May 16, 2007 7:23 AM PDT

Amazon to offer DRM-free music downloads

Amazon.com plans to launch a digital music store later this year, featuring music downloads without copyright restrictions.

The e-commerce giant announced Wednesday that it would offer songs from more than 12,000 record labels in the MP3 format, without the controversial digital rights management (DRM) software. Record labels are beginning to warm up to the concept of offering music downloads without DRM, after waging war with peer-to-peer companies over distributing their copyrighted music and over piracy issues.

"Our MP3-only strategy means all the music that customers buy on Amazon is always DRM-free and plays on any device," Jeff Bezos, Amazon's chief executive, said in a statement.

Users will be able to play their music on virtually any device, including PCs, iPods, Zunes and Zens, as well as burn the songs on CDs for personal use.

In making the announcement, Amazon also noted it has teamed up with EMI Music to offer songs from its digital catalog. As part of its digital music store, Amazon will offer EMI's new, premium DRM-free downloads.

Amazon said it would announce pricing details closer to the launch date.

This is the second deal EMI has struck since announcing it would begin offering DRM-free music downloads at a premium price.

Last month, EMI and Apple struck a similar deal with the computer maker's iTunes store. Apple is expected to offer the label's DRM-free music later this month at $1.29 per song, and DRM-protected music for 99 cents a song. The cost of a DRM-free album, however, will be the same price as one with DRM technology.

EMI also has signed similar agreements overseas. VirginMega in France will offer DRM-free EMI downloads, as will a number of Scandinavian online retailers and mobile carriers, such as Telenor, Musicbrigade and Aspiro.

Other record labels that have tested the concept of DRM-free downloads include Jessica Simpson's label, Sony BMG-owned Epic, which teamed up with Yahoo Music year last year to offer a single Jessica Simpson track.

Universal Music Group and Warner Music Group both declined to comment on the EMI announcement and their plans relating to DRM.

See more CNET content tagged:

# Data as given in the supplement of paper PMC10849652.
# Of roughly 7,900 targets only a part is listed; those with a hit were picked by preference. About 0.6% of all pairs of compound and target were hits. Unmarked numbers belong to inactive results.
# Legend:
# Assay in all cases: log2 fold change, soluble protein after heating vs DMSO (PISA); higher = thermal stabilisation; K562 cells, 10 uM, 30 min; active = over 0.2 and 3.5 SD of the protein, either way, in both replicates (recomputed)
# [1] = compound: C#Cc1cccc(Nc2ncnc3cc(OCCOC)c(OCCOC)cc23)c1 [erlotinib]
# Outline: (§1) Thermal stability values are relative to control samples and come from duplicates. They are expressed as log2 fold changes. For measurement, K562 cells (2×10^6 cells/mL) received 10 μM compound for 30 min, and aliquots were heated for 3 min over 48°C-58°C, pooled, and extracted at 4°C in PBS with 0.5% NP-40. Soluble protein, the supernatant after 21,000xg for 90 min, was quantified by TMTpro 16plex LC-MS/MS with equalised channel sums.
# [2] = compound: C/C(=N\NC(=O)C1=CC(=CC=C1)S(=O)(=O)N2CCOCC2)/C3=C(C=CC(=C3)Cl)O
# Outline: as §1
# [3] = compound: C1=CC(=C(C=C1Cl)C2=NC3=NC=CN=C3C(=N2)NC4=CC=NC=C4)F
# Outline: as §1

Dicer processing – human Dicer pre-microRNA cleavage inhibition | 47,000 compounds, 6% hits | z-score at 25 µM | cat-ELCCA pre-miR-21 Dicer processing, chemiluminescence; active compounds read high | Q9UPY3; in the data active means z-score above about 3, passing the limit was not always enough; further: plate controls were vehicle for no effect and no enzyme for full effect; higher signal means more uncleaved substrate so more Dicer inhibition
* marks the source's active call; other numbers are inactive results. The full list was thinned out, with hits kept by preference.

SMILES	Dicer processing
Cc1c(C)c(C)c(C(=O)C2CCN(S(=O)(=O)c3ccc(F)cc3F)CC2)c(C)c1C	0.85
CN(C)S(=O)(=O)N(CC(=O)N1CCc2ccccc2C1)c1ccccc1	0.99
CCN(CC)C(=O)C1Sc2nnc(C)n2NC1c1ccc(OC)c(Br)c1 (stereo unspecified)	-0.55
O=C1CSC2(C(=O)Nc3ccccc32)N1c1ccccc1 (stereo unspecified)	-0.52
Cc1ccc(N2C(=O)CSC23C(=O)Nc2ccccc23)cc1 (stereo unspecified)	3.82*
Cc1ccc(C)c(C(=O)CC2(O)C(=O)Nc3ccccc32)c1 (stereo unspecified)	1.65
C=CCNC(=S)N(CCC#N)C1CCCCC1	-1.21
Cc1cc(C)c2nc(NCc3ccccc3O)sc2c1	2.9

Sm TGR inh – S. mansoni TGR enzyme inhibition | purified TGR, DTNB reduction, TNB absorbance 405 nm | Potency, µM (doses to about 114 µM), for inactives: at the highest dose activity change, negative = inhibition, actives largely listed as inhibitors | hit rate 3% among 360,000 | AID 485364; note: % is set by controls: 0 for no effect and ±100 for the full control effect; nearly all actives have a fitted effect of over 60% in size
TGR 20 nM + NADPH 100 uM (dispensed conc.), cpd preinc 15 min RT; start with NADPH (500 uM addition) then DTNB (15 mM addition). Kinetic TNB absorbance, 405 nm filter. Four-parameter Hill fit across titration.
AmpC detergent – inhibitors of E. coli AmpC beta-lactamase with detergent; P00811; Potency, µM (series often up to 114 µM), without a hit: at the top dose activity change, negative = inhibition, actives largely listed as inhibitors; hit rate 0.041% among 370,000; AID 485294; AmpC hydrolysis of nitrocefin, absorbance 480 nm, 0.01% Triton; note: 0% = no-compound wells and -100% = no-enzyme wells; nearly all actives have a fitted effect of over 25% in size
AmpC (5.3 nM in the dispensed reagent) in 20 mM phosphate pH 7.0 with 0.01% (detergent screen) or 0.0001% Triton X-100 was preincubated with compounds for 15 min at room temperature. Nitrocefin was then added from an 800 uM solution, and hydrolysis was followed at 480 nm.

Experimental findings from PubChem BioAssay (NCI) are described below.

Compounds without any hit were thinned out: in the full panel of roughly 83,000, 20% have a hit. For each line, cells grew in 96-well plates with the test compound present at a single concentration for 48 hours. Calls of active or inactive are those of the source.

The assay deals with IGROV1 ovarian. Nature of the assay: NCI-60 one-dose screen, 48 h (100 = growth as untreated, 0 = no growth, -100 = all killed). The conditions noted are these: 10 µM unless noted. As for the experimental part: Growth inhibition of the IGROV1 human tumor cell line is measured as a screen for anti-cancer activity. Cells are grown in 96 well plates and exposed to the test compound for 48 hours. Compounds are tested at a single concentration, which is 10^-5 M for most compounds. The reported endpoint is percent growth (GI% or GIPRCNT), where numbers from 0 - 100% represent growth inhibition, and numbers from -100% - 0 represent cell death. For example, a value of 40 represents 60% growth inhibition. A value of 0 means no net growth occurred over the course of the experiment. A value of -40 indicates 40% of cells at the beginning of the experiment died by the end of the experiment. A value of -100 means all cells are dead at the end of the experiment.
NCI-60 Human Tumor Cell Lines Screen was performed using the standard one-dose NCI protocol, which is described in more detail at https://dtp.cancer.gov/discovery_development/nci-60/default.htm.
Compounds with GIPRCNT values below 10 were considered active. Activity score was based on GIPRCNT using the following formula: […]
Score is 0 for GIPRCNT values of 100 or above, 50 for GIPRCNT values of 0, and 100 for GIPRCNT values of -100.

EMI Group Plc., Amazon.com Inc., music download, digital-rights management, song

22 comments

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could it be?
That the record companies are finally starting to realize that they need to change or die?
Posted by MSSlayer (1074 comments )
Reply Link Flag
This is a test.
This a test by the music companies. When piracy increases
exponentially, as it certainly will, in spades, the industry will
then have the perfect evidence to begin even more stringent
DRM methods. Face it, the human race is no damn good and will
steal their mother's social security check if they think they can
get away with it. Why do we have laws against theft if not to
prevent or deter it? The result will be, for example, one student
at a high school buying a DRM-free album and then "sharing it"
with the rest of the whole damn school. This will encourage
theft, not reduce it. Just wait and see.

Rationalizing theft is part of the sick human condition. "If I say it
isn't stealing then it isn't." How convenient.
Posted by lkrupp (1608 comments )
Link Flag
Selling used digital files?
Will amazon customers be able to sell their downloads on Amazon Marketplace when they tire of them just as they can do with purchase CDs?
Posted by banishedheart (12 comments )
Reply Link Flag
WTF?
Used digital files?
Posted by MSSlayer (1074 comments )
Link Flag
So typical of CNet
to misrepresent the facts about DRM and include a link to the Sony rootkit fiasco which has nothing to do with online music sales.

Come on CNet you can do better than this. You really should change that link to something relevant.

Christopher Levy
clevy@buydrm.com
www.buydrm.com
Posted by streamOG (134 comments )
Reply Link Flag
So typical of CNet
to misrepresent the facts about DRM and include a link to the Sony rootkit fiasco which has nothing to do with online music sales.

Come on CNet you can do better than this. You really should change that link to something relevant.

Christopher Levy
clevy@buydrm.com
www.buydrm.com
Posted by streamOG (134 comments )
Reply Link Flag
Actually it is relevant
I am glad that you seem to have found a niche off monetizing DRM schemes, but CNet's link is relevant. The Sony rootkit situation isn't the only case of DRM gone awry, merely the most notable example. What exactly would be a relevant link anyways? The sentence uses the words controversial. Therefore, any link must show DRM in at least a somewhat negative light. Correct me if I'm wrong, but you seem to be taking Sony's initial reaction that because most people don't know what a rootkit is that they shouldn't care. As history has revealed that attitude is a PR disaster waiting to happen.